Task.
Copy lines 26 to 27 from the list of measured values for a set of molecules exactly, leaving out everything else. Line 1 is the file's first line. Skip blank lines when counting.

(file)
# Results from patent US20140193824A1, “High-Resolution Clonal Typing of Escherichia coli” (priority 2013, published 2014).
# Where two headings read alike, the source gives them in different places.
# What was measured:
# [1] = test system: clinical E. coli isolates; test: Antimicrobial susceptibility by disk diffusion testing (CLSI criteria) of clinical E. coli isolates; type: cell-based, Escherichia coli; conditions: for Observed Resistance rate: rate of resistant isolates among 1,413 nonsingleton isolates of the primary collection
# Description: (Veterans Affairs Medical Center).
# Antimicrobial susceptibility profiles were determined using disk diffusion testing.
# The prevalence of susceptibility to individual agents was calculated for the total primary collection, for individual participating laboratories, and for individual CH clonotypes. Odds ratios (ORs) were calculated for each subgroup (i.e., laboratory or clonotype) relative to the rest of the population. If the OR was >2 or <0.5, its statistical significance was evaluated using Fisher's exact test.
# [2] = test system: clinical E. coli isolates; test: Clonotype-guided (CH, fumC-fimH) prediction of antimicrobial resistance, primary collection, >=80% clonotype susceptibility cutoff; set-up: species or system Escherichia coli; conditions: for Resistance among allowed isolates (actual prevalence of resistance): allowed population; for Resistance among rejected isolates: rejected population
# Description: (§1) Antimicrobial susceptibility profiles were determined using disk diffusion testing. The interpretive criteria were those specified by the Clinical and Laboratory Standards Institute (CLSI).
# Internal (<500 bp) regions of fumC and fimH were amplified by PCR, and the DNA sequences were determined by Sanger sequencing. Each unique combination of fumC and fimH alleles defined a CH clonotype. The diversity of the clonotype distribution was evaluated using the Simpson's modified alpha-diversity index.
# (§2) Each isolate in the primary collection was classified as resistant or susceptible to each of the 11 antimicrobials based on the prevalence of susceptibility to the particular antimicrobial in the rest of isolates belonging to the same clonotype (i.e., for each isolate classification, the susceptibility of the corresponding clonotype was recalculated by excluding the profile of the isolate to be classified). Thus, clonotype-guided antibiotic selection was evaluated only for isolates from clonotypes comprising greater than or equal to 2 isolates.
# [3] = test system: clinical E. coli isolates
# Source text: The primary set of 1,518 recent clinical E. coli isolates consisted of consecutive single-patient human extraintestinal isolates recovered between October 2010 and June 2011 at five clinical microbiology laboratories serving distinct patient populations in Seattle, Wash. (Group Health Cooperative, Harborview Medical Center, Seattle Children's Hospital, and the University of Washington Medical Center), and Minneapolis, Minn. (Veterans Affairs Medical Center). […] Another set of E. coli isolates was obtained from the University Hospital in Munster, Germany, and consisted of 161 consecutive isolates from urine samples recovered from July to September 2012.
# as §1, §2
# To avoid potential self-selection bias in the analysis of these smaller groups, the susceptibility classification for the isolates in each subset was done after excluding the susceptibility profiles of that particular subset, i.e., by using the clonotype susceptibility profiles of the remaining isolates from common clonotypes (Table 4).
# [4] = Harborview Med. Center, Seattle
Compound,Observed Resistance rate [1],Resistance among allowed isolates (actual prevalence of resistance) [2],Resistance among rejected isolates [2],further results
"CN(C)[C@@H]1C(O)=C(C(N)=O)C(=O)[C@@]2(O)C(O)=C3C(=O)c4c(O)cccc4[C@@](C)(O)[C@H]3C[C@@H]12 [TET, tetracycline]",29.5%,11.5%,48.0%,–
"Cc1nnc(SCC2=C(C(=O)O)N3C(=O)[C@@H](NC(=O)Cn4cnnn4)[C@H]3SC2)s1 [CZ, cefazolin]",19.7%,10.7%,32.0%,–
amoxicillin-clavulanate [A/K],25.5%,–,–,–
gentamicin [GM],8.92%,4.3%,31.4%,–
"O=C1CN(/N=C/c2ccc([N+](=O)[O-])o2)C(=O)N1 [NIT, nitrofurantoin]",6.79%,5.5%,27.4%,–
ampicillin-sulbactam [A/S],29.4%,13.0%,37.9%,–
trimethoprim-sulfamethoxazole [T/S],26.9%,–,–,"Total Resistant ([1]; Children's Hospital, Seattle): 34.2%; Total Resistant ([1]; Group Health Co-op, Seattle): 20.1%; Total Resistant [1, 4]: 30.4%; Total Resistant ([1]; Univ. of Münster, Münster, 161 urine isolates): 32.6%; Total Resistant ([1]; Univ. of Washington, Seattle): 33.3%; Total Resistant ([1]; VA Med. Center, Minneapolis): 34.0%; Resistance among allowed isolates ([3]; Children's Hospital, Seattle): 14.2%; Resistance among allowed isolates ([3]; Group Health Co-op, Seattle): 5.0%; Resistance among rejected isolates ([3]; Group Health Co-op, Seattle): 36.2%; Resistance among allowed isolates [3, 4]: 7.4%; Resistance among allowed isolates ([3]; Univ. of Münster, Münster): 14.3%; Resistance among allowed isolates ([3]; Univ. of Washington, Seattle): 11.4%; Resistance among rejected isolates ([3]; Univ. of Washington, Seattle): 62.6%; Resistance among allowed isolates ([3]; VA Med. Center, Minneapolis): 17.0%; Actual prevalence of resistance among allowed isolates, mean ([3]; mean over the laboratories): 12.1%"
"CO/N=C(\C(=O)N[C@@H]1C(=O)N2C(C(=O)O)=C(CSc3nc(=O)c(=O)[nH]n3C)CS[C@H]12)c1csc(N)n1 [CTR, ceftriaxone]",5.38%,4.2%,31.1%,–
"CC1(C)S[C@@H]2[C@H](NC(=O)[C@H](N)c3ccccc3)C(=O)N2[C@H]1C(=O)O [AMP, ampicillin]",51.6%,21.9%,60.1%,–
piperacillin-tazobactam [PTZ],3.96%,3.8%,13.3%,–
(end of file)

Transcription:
"CC1(C)S[C@@H]2[C@H](NC(=O)[C@H](N)c3ccccc3)C(=O)N2[C@H]1C(=O)O [AMP, ampicillin]",51.6%,21.9%,60.1%,–
piperacillin-tazobactam [PTZ],3.96%,3.8%,13.3%,–